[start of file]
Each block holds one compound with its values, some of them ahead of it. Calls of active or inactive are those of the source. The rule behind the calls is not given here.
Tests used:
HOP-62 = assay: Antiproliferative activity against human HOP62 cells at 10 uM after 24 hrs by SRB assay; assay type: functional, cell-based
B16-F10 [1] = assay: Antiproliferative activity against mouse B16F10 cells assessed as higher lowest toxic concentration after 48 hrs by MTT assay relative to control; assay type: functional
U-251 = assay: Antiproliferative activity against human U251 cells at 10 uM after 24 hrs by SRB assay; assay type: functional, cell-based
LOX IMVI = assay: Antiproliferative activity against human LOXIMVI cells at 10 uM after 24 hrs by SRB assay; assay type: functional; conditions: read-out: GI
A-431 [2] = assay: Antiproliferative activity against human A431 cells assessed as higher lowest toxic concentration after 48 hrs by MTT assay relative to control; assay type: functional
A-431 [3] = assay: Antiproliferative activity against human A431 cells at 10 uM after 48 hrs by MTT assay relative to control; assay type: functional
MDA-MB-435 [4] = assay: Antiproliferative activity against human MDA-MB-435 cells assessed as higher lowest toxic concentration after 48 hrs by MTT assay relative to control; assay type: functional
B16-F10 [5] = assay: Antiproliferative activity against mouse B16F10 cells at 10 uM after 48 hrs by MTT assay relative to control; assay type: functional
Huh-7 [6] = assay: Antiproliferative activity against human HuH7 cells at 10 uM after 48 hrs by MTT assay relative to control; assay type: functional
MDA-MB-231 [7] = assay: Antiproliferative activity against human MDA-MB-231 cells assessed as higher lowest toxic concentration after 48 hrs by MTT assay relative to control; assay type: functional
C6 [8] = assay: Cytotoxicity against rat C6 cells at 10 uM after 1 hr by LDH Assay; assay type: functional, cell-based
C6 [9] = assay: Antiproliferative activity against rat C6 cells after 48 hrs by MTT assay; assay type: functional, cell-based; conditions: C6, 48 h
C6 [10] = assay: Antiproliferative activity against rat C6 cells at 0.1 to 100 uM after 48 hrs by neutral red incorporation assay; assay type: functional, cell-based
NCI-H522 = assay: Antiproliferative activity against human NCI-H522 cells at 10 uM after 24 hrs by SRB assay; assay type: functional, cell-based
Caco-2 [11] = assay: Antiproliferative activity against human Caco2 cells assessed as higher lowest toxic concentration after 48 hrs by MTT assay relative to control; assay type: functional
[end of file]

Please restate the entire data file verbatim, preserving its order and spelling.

Each block holds one compound with its values, some of them ahead of it. Calls of active or inactive are those of the source. The rule behind the calls is not given here.
Tests used:
HOP-62 = assay: Antiproliferative activity against human HOP62 cells at 10 uM after 24 hrs by SRB assay; assay type: functional, cell-based
B16-F10 [1] = assay: Antiproliferative activity against mouse B16F10 cells assessed as higher lowest toxic concentration after 48 hrs by MTT assay relative to control; assay type: functional
U-251 = assay: Antiproliferative activity against human U251 cells at 10 uM after 24 hrs by SRB assay; assay type: functional, cell-based
LOX IMVI = assay: Antiproliferative activity against human LOXIMVI cells at 10 uM after 24 hrs by SRB assay; assay type: functional; conditions: read-out: GI
A-431 [2] = assay: Antiproliferative activity against human A431 cells assessed as higher lowest toxic concentration after 48 hrs by MTT assay relative to control; assay type: functional
A-431 [3] = assay: Antiproliferative activity against human A431 cells at 10 uM after 48 hrs by MTT assay relative to control; assay type: functional
MDA-MB-435 [4] = assay: Antiproliferative activity against human MDA-MB-435 cells assessed as higher lowest toxic concentration after 48 hrs by MTT assay relative to control; assay type: functional
B16-F10 [5] = assay: Antiproliferative activity against mouse B16F10 cells at 10 uM after 48 hrs by MTT assay relative to control; assay type: functional
Huh-7 [6] = assay: Antiproliferative activity against human HuH7 cells at 10 uM after 48 hrs by MTT assay relative to control; assay type: functional
MDA-MB-231 [7] = assay: Antiproliferative activity against human MDA-MB-231 cells assessed as higher lowest toxic concentration after 48 hrs by MTT assay relative to control; assay type: functional
C6 [8] = assay: Cytotoxicity against rat C6 cells at 10 uM after 1 hr by LDH Assay; assay type: functional, cell-based
C6 [9] = assay: Antiproliferative activity against rat C6 cells after 48 hrs by MTT assay; assay type: functional, cell-based; conditions: C6, 48 h
C6 [10] = assay: Antiproliferative activity against rat C6 cells at 0.1 to 100 uM after 48 hrs by neutral red incorporation assay; assay type: functional, cell-based
NCI-H522 = assay: Antiproliferative activity against human NCI-H522 cells at 10 uM after 24 hrs by SRB assay; assay type: functional, cell-based
Caco-2 [11] = assay: Antiproliferative activity against human Caco2 cells assessed as higher lowest toxic concentration after 48 hrs by MTT assay relative to control; assay type: functional